My first clue that the weather would finally warm up was the overnight influx of wood warblers found early of the morning of May 27. Since that time, more species have returned to make each day of birding a joy.
The 27th was a prelude of what was to come with yellow-rumped, yellow, magnolia, black-throated green, northern Parula, black and white, common Yellowthroat, chestnut-sided and American Redstart kicking off the wood warbler season.
In addition to those lovelies, both red-eyed and blue-headed vireo had returned and both Swain’s and hermit thrush were singing on territory and ovenbird were calling loudly from wet, mixed woods. Ruby-crowned kinglet were calling that morning as well, but not yet singing. That didn’t begin in earnest until June 1. The most pleasant surprise, however, was a single brown thrasher, a species oft-seen in the years of living in Ontario and this was my first Cape Breton encounter with this large ground forager since returning home! Since May 27, more wood warblers have returned to our area including eastern palm, blackburnian and blackpoll.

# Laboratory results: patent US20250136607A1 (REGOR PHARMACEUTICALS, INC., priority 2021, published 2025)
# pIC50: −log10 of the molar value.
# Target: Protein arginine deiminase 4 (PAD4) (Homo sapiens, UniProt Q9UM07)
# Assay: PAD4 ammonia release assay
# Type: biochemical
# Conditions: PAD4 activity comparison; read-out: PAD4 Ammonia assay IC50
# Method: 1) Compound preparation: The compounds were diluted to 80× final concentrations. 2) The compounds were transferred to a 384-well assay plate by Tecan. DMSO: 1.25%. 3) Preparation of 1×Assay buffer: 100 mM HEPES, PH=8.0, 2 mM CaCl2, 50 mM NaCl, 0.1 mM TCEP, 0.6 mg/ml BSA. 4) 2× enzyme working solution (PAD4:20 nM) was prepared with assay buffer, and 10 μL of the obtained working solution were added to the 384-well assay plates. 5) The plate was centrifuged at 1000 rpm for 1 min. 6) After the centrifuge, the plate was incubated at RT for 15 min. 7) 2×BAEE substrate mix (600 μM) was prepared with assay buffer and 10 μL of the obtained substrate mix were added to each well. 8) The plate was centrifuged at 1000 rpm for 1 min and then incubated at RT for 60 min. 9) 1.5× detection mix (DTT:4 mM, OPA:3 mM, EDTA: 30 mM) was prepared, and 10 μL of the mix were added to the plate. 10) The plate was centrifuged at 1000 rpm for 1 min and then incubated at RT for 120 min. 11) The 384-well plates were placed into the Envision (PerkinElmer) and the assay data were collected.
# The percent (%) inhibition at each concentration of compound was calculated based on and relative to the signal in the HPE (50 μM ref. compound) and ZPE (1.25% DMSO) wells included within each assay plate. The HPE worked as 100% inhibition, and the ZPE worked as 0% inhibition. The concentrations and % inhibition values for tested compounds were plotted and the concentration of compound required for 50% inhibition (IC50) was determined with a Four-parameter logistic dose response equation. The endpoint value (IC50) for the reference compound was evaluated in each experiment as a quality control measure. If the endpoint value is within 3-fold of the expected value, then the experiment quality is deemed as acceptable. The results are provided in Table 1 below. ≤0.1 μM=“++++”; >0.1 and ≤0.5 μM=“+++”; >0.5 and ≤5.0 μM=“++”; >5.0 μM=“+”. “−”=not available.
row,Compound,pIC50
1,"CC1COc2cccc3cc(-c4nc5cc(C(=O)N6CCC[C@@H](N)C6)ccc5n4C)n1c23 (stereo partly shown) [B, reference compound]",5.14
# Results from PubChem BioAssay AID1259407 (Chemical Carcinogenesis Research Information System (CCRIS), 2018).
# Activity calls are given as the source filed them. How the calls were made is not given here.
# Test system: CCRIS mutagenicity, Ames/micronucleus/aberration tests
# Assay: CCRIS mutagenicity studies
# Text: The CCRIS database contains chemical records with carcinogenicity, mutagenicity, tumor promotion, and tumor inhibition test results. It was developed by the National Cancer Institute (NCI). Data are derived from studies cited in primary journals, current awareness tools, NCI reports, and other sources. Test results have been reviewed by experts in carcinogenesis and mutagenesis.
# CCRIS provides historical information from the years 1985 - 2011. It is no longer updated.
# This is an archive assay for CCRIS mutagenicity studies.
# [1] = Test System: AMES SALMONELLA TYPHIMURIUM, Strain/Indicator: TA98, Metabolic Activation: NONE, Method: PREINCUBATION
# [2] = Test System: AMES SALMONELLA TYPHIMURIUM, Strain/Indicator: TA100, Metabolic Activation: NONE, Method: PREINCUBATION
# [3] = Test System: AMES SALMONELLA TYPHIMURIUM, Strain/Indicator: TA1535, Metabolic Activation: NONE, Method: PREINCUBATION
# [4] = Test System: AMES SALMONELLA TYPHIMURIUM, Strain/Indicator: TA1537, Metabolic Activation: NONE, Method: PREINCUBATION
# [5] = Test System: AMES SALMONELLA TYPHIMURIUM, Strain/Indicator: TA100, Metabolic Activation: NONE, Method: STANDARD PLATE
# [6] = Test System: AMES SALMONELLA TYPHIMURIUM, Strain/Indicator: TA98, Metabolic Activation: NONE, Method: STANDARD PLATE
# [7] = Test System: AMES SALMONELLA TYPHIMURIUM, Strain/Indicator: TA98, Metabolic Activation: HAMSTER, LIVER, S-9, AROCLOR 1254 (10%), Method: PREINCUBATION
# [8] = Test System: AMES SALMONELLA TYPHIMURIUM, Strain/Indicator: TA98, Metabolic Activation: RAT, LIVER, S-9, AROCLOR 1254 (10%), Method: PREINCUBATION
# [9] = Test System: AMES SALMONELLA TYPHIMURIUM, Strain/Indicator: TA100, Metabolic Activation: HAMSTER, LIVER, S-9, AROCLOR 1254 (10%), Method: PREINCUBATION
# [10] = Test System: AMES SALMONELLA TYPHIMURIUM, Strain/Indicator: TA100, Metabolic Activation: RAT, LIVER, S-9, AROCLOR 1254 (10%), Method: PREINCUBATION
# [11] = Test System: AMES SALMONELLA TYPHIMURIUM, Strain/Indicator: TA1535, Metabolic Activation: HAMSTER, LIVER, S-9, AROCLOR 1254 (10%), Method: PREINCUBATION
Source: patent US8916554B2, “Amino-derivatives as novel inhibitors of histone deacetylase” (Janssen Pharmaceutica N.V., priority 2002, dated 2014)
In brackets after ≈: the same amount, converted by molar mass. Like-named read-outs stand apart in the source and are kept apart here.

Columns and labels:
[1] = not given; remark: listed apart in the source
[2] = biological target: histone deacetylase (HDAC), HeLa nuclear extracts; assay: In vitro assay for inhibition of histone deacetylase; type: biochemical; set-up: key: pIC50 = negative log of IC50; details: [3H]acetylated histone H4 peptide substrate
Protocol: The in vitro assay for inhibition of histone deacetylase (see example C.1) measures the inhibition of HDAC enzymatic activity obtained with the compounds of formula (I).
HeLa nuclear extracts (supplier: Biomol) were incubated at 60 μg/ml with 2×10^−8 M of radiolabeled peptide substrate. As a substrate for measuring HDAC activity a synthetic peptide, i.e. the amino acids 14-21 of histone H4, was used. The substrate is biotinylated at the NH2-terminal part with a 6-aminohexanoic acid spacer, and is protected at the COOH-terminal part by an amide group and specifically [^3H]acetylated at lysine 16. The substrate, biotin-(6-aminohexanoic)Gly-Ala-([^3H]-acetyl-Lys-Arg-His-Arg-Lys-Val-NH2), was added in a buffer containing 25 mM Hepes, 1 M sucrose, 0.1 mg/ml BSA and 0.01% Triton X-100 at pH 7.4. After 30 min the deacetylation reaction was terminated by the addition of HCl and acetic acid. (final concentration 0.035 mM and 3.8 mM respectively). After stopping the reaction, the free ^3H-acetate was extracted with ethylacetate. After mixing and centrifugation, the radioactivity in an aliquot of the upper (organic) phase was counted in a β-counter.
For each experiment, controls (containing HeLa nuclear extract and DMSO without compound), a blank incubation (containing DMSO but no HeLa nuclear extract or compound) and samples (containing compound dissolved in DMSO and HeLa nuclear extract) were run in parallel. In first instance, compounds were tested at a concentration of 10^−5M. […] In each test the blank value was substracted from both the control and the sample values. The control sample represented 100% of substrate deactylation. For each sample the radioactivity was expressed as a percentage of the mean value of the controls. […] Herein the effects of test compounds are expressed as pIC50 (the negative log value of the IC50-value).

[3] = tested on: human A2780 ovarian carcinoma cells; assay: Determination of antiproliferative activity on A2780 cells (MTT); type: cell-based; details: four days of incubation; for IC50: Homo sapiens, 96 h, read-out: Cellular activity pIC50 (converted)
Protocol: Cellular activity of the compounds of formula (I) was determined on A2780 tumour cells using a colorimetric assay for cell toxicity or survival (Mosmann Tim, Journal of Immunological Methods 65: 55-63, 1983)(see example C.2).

Flycatchers appeared quite suddenly June 1 with olive-sided, yellow-bellied, least and alder in suitable habitat. Lincoln’s sparrow often appears late but this year it returned by June 1 as well and was singing on territory immediately upon its arrival. Of course, there is little that compares to the haunting and simple song of the white-throat but the Lincoln’s always makes me stop and listen.